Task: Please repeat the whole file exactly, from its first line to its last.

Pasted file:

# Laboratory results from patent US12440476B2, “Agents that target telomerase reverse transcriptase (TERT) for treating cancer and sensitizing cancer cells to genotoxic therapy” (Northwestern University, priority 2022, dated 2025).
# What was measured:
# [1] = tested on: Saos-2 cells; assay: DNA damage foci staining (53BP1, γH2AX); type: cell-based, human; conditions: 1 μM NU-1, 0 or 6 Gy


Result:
# Laboratory results from patent US12440476B2, “Agents that target telomerase reverse transcriptase (TERT) for treating cancer and sensitizing cancer cells to genotoxic therapy” (Northwestern University, priority 2022, dated 2025).
# What was measured:
# [1] = tested on: Saos-2 cells; assay: DNA damage foci staining (53BP1, γH2AX); type: cell-based, human; conditions: 1 μM NU-1, 0 or 6 Gy